Based on these things, I can't see this STILL being the problem.

 

I would think that if there is THIS much ethanol produced in Iowa, Nebraska, Minnesota... and since we are the furthest from the major markets, and they are having problems moving the ethanol, that WE (western ethanol belt) should be seeing ethanol selling at a discount due to the local glut in the market.

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does that mean that the distribution company (yellow hose) is loosing money on this deal big time, hence not going to make it through this pinch in the market?

 

You know, with the prices the way there are, this COULD possibly attract more and more stations to sign up, and more customers to get hooked on the good, clean, high octane domestic stuff!

 

If they can afford to do this, it could be a GREAT time to lock in a huge distribution network and VERY loyal consumers.

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It's hard to say, as there isn't a lot I know about the logistics and the financial aspect of it. I know that the costs have been hedged by the company.

 

Another thing to keep in mind is that the price at rack is, from my experience, rarely the actual cost to the plant. I don't know exactly what the cost of producing a gallon of ethanol or E85 is to Carbon Green BioEnergy, but I can promise you it isn't $2.80/gallon. The ethanol plants can choose to sell at whatever price they want (as long as it's at least within reason to the market), regardless of what the Chicago spot is doing.

 

Now if input costs increase... that's another issue. Corn however, really hasn't increased on Chicago spot much at all since the start of the month.

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Found this story this evening, courtesy of the Sugarcane Blog and Bloomberg:

 

Ethanol Futures Rise to Highest in Two Years on Logistics Jam

By Lucia Kassai  Mar 20, 2014 3:58 PM ET 

 

Ethanol futures rose to the highest price in more than two years as another U.S. cold snap may worsen a shortage of rail cars for moving the product to the main consumer markets.

Denatured ethanol for April delivery gained 9.5 cents, or 3.5 percent, to settle at $2.801 a gallon on the Chicago Board of Trade, the most since Sept. 7, 2011.

A burst of cold, possibly accompanied by snow, is expected next week for parts of the Midwest, where most ethanol is produced, and the East Coast, the largest consuming region for the biofuel, AccuWeather Inc. said on its website. Low temperatures should persist at least into the first of April.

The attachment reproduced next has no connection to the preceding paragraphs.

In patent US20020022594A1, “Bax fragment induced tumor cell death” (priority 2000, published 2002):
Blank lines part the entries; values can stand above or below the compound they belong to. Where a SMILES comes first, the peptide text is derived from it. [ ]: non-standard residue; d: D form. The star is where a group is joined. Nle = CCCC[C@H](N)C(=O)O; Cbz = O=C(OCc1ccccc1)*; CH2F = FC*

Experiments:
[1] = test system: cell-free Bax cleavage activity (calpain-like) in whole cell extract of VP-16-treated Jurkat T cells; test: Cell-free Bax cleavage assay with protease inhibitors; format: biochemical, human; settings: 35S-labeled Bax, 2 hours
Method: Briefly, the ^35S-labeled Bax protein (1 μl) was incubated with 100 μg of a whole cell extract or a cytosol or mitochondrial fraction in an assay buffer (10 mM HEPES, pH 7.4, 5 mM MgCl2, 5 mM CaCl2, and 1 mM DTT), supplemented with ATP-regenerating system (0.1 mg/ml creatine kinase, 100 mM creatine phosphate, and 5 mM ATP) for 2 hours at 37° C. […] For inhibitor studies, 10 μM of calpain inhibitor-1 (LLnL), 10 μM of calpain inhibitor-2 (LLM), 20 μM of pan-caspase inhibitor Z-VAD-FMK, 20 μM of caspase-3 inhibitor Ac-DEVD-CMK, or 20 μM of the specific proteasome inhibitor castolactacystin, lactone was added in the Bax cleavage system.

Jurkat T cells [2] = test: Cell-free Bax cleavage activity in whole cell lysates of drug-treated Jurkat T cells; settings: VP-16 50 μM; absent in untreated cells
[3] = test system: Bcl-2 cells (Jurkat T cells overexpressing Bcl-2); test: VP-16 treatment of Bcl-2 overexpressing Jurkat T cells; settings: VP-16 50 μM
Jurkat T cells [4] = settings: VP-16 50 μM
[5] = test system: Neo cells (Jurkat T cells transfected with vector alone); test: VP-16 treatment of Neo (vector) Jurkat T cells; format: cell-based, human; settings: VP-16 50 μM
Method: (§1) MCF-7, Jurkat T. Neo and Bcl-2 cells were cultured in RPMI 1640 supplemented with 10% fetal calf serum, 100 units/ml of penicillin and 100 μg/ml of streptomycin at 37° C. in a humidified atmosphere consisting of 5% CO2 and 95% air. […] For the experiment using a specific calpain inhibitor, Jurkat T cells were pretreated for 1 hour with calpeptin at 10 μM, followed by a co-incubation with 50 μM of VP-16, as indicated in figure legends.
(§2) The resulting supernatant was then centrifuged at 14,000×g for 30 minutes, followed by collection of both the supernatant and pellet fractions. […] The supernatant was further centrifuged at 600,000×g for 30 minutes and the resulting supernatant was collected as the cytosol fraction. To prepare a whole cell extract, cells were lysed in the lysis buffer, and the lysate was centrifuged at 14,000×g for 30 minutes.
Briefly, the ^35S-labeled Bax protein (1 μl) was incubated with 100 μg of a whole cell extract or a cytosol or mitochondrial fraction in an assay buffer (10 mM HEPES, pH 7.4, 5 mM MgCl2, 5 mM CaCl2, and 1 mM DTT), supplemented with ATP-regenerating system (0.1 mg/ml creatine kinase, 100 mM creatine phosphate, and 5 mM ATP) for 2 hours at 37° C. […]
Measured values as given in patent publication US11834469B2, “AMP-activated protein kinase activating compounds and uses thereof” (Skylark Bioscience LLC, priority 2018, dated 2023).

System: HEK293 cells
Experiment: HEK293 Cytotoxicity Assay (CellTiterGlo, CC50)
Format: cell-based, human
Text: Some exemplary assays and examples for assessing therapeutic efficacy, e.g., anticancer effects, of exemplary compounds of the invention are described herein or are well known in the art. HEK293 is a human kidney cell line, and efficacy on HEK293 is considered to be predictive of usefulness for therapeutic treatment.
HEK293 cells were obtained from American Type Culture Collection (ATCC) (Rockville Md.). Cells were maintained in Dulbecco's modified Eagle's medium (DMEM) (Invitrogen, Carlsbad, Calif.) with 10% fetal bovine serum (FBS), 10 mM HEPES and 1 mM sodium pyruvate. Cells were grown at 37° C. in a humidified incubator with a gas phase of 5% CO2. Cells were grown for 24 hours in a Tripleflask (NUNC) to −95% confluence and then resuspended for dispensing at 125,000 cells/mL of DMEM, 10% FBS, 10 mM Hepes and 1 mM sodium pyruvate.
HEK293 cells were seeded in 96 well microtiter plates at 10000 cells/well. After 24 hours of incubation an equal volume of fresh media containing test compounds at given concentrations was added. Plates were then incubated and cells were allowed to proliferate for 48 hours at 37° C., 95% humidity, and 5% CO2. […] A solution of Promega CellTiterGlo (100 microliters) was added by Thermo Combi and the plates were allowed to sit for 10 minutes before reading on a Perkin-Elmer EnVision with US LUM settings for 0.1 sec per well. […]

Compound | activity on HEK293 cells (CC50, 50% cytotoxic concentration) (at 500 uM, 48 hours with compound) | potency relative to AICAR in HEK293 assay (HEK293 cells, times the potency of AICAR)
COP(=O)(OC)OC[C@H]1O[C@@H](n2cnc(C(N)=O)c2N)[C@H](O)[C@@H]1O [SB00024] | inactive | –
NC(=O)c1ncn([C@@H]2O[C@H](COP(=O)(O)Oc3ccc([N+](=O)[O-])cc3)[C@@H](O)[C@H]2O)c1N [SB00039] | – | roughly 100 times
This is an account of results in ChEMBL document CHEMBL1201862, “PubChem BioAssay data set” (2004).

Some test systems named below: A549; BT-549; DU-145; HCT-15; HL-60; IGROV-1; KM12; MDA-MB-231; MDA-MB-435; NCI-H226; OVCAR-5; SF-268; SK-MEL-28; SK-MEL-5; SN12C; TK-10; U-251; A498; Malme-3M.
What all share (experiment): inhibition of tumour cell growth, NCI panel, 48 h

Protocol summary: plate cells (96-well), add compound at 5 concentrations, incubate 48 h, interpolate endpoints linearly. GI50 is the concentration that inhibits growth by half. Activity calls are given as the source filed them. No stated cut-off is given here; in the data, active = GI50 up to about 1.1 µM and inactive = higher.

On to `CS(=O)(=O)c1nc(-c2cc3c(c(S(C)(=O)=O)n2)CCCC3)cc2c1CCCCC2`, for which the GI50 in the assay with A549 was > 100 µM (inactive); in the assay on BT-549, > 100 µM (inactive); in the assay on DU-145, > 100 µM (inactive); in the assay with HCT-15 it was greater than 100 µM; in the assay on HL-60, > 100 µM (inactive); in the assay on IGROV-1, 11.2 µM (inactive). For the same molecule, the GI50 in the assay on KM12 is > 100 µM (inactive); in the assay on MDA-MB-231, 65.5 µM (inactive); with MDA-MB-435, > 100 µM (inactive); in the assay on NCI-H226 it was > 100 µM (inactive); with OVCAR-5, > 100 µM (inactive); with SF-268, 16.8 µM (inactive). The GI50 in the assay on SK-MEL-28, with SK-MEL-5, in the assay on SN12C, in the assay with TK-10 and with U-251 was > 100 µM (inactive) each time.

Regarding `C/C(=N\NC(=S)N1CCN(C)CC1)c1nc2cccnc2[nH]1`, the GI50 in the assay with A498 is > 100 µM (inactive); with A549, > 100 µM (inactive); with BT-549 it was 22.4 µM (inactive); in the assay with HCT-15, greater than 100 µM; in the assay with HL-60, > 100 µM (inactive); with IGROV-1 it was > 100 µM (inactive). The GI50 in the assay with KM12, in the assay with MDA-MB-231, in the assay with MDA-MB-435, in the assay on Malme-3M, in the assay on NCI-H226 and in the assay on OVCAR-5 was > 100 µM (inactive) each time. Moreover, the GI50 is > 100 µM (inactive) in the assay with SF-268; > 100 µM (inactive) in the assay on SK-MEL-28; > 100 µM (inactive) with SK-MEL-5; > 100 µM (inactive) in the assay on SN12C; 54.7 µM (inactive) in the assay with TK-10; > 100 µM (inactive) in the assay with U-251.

“There’s a stack of rail cars that can’t get to the plants,” Mark Ruyack, a manager at Starfuels Inc. in Jupiter, Florida, said. “The weather, the snow, that doesn’t help.”

Ethanol inventories on the U.S. East Coast fell to 4.5 million barrels last week, down 29 percent from a year earlier, Energy Information Administration data snow. That’s the lowest in records back to June 2010.

Gasoline for April delivery advanced 2.67 cents, or 0.9 percent, to $2.8955 a gallon on the New York Mercantile Exchange. The futures cover reformulated gasoline, made to be blended with ethanol before delivery to filling stations.

Ethanol futures’ discount to gasoline narrowed to 9.45 cents a gallon from 16.28 cents yesterday and 87.48 cents at the end of last year.

“Low inventories and logistical issues have kept destination pricing for ethanol elevated,” David Dunn, a Naples, Florida-based commodities analyst at brokerage firm Progressive Fuels Limited, said in a note to clients.

In cash trading, ethanol was up 10 cents to $4.10 a gallon in New York, 12.5 cents to $3.15 a gallon in Chicago, 7.5 cents to $3.875 on the Gulf Coast and 11.5 cents to $3.915 on the West Coast, data compiled by Bloomberg show.

The New York spot price was at a premium of $1.46 a gallon to RBOB in New York Harbor as of 2:14 p.m. The biofuel has been trading at a premium since Feb. 25.

To contact the reporter on this story: Lucia Kassai in Houston atlkassai@bloomberg.net

To contact the editors responsible for this story: Dan Stets atdstets@bloomberg.net Charlotte Porter, Richard Stubbe

 

 

 

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What's the difference between crude oil tankers and ethanol or soybean oil for that matter? The whole railroad should be about shut down if any of that weather problem is true.